Is Binge Drinking Dangerous?

Most American adults drink alcohol at least occasionally, but about 1 in 4 knocks back several drinks in a short period of time at least once a year. (A drink is 12 ounces of beer, 5 ounces of wine, or 1.5 ounces of liquor.) Health officials define binge drinking as having enough to bring your blood-alcohol content up to the legal limit for driving.

That works out to about five for men or four for women in less than 2 hours. About 1 in 6 American adults say they regularly binge drink, sometimes several times a month. They typically have about seven drinks on these binges. Adults under 35 are more likely to do this than other age groups, and men are twice as likely as women. People who make more than $75,000 a year and are more educated are most likely to binge drink.

Is Binge Drinking Dangerous?

Who is at Risk of Being a Binge Drinker?

Anyone who consumes too much alcohol too quickly may be in danger of an alcohol overdose. This is especially true of individuals who engage in binge drinking, defined as a pattern of drinking that brings blood alcohol concentration (BAC) to .08 percent or higher. This typically occurring after a woman consumes 4 drinks or a man consumes 5 drinks in about 2 hours; as well as extreme binge drinking (also known as high-intensity drinking), defined as drinking two or more times the binge-drinking thresholds for women and men.

Teenagers and young adults who drink may be at particular risk for alcohol overdose. Research shows that teens and college-age young adults often engage in binge drinking and extreme binge drinking (or high-intensity drinking). Drinking such large quantities of alcohol can overwhelm the body’s ability to break down and clear alcohol from the bloodstream. This leads to rapid increases in BAC and significantly impairs the brain and other bodily functions.

What are the Dangers of Binge Drinking?

According to the CDC, binge drinking is associated with many health problems including but not limited to the following: Unintentional injuries such as car crashes falls, burns, and alcohol poisoning. Violence including homicide, suicide, intimate partner violence, and sexual assault. Sexually transmitted diseases.

Unintended pregnancy and poor pregnancy outcomes, including miscarriage and stillbirth. Fetal alcohol spectrum disorders. Sudden infant death syndrome. Chronic diseases such as high blood pressure, stroke, heart disease, and liver disease. Cancer of the breast, mouth, throat, esophagus, liver, and colon. Memory and learning problems. Alcohol dependence. The cost of binge drinking affects everyone in the United States.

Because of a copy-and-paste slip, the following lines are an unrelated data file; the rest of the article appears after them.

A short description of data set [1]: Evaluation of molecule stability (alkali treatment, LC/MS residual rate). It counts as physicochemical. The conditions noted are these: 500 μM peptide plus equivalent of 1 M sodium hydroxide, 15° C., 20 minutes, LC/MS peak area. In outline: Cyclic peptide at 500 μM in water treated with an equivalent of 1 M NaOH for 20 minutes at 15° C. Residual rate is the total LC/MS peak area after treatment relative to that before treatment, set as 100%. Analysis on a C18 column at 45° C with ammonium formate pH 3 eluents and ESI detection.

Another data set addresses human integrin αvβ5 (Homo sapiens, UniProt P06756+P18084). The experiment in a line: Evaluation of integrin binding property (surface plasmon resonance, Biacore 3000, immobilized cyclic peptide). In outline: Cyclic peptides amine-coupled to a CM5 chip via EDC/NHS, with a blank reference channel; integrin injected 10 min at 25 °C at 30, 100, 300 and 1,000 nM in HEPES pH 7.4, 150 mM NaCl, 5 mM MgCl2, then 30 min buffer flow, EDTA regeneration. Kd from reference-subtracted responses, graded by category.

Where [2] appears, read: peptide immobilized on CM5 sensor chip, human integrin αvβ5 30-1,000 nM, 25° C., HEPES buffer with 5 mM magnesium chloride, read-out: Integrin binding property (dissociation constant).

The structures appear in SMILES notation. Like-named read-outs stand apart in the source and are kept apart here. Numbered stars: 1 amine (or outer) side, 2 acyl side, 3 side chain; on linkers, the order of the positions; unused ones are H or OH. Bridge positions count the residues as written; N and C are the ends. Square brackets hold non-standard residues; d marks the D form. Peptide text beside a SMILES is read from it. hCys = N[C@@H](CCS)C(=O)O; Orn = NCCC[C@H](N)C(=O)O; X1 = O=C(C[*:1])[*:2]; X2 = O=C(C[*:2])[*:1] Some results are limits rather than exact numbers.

Drinking too much, including binge drinking, cost the United States $249 billion in 2010, or $2.05 a drink. These costs resulted from losses in workplace productivity, health care expenditures, criminal justice costs, and other expenses. Binge drinking was responsible for 77% of these costs, or $191 billion. (CDC)

An alcohol overdose occurs when there is so much alcohol in the bloodstream that areas of the brain controlling basic life-support functions, such as breathing, heart rate, and temperature control begin to shut down. Symptoms of alcohol overdose include mental confusion, difficulty remaining conscious, vomiting, seizure, trouble breathing, slow heart rate, clammy skin, dulled responses such as no gag reflex (which prevents choking), and extremely low body temperature. Alcohol overdose can lead to permanent brain damage or death.

Alcoholism Treatment at Garden State Treatment Center

Here at Garden State Treatment Center, we provide group therapy, individual addiction counseling, relapse prevention treatment, cognitive behavioral therapy, family therapy, 12 step addiction treatment and many other services that facilitate the recovery of yourself or a loved one.

We believe in treating the entire person, not just their addictions. We personalized their treatment plan based on their individual characteristics to provide a long-lasting and meaningful recovery. We strive to help our patients complete this program changed, firm, and prepared to begin a lifetime of recovery. We are ready to answer your questions when it comes to healing from substance abuse. Our admissions team is standing by for your call.